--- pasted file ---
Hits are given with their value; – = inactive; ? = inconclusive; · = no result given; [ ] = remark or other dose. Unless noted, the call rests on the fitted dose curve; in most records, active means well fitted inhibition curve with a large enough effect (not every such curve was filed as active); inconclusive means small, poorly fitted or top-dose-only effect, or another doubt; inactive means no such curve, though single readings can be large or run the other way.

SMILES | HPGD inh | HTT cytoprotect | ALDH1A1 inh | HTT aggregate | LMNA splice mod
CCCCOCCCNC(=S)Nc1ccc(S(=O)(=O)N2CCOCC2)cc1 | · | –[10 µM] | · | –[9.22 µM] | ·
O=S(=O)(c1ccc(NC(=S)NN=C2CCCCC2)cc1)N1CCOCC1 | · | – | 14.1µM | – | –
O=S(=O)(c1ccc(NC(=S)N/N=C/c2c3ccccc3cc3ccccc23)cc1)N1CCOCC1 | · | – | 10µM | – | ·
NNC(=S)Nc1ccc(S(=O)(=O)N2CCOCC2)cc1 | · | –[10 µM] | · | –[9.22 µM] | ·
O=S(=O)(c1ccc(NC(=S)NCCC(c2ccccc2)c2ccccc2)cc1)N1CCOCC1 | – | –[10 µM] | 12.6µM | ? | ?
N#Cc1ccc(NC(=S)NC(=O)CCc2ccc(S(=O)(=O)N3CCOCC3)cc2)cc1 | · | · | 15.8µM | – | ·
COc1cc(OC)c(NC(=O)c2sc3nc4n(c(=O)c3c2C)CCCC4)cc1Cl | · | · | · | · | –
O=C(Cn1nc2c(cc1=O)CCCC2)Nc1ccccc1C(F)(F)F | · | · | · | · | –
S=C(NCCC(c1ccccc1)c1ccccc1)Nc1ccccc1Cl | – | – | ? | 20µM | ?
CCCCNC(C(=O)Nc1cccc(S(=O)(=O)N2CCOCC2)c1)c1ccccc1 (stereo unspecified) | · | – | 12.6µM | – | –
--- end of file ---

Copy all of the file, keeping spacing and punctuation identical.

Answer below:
Hits are given with their value; – = inactive; ? = inconclusive; · = no result given; [ ] = remark or other dose. Unless noted, the call rests on the fitted dose curve; in most records, active means well fitted inhibition curve with a large enough effect (not every such curve was filed as active); inconclusive means small, poorly fitted or top-dose-only effect, or another doubt; inactive means no such curve, though single readings can be large or run the other way.

SMILES | HPGD inh | HTT cytoprotect | ALDH1A1 inh | HTT aggregate | LMNA splice mod
CCCCOCCCNC(=S)Nc1ccc(S(=O)(=O)N2CCOCC2)cc1 | · | –[10 µM] | · | –[9.22 µM] | ·
O=S(=O)(c1ccc(NC(=S)NN=C2CCCCC2)cc1)N1CCOCC1 | · | – | 14.1µM | – | –
O=S(=O)(c1ccc(NC(=S)N/N=C/c2c3ccccc3cc3ccccc23)cc1)N1CCOCC1 | · | – | 10µM | – | ·
NNC(=S)Nc1ccc(S(=O)(=O)N2CCOCC2)cc1 | · | –[10 µM] | · | –[9.22 µM] | ·
O=S(=O)(c1ccc(NC(=S)NCCC(c2ccccc2)c2ccccc2)cc1)N1CCOCC1 | – | –[10 µM] | 12.6µM | ? | ?
N#Cc1ccc(NC(=S)NC(=O)CCc2ccc(S(=O)(=O)N3CCOCC3)cc2)cc1 | · | · | 15.8µM | – | ·
COc1cc(OC)c(NC(=O)c2sc3nc4n(c(=O)c3c2C)CCCC4)cc1Cl | · | · | · | · | –
O=C(Cn1nc2c(cc1=O)CCCC2)Nc1ccccc1C(F)(F)F | · | · | · | · | –
S=C(NCCC(c1ccccc1)c1ccccc1)Nc1ccccc1Cl | – | – | ? | 20µM | ?
CCCCNC(C(=O)Nc1cccc(S(=O)(=O)N2CCOCC2)c1)c1ccccc1 (stereo unspecified) | · | – | 12.6µM | – | –